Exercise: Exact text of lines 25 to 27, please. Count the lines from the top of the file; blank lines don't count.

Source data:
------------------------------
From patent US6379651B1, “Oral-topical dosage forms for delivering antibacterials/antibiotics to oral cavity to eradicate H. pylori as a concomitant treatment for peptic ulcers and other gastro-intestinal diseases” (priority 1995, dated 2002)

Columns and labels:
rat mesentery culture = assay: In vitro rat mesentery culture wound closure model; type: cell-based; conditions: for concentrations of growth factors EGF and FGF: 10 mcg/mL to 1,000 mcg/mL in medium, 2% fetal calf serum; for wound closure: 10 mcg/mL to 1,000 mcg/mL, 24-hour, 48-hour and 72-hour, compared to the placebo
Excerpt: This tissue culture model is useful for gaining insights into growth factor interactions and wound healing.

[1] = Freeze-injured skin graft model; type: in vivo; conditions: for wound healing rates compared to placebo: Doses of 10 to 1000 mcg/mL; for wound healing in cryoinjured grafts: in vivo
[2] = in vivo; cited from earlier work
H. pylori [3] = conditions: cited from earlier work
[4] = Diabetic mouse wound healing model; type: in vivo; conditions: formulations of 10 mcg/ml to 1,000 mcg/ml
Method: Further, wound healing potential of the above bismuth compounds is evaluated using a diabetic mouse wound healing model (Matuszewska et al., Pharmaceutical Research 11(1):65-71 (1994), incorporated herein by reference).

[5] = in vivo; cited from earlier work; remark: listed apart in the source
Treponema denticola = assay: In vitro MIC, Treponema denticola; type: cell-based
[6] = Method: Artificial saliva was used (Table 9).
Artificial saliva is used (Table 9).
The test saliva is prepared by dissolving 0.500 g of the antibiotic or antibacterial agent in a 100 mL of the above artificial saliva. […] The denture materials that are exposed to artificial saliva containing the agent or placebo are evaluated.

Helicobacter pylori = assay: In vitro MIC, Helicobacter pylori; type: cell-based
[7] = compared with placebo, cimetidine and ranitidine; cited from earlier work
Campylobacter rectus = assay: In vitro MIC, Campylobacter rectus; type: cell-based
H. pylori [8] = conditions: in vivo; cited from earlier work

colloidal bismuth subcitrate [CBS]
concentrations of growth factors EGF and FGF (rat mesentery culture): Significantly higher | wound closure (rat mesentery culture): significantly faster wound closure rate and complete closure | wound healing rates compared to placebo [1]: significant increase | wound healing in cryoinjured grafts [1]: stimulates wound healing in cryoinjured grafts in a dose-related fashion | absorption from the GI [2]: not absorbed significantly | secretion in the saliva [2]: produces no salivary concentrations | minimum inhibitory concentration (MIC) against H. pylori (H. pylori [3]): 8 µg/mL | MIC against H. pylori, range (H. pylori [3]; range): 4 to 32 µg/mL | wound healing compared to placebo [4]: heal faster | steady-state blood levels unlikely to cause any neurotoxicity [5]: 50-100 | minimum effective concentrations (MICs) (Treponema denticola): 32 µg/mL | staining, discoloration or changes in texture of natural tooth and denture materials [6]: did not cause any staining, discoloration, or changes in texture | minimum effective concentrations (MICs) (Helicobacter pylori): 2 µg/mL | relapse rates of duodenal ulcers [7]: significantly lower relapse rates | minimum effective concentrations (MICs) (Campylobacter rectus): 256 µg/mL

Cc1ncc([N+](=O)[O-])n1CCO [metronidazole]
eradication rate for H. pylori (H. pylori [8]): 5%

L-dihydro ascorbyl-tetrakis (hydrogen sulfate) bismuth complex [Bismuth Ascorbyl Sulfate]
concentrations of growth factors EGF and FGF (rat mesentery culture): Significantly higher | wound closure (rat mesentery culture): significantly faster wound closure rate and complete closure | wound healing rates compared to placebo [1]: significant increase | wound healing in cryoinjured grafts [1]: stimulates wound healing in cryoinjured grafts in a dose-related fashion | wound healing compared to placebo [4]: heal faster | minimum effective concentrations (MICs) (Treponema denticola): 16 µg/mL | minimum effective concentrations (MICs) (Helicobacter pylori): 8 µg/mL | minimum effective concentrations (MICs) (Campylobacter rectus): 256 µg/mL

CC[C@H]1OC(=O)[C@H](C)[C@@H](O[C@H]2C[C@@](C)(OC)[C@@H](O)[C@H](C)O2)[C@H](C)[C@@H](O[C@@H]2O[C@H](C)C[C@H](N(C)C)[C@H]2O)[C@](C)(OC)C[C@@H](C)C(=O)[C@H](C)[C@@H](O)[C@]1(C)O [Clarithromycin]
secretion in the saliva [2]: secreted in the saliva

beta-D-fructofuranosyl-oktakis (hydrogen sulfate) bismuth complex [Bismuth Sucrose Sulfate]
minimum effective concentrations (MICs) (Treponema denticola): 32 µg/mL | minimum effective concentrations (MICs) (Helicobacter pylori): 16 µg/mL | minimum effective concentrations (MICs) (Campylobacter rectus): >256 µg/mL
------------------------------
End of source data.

CC[C@H]1OC(=O)[C@H](C)[C@@H](O[C@H]2C[C@@](C)(OC)[C@@H](O)[C@H](C)O2)[C@H](C)[C@@H](O[C@@H]2O[C@H](C)C[C@H](N(C)C)[C@H]2O)[C@](C)(OC)C[C@@H](C)C(=O)[C@H](C)[C@@H](O)[C@]1(C)O [Clarithromycin]
secretion in the saliva [2]: secreted in the saliva

beta-D-fructofuranosyl-oktakis (hydrogen sulfate) bismuth complex [Bismuth Sucrose Sulfate]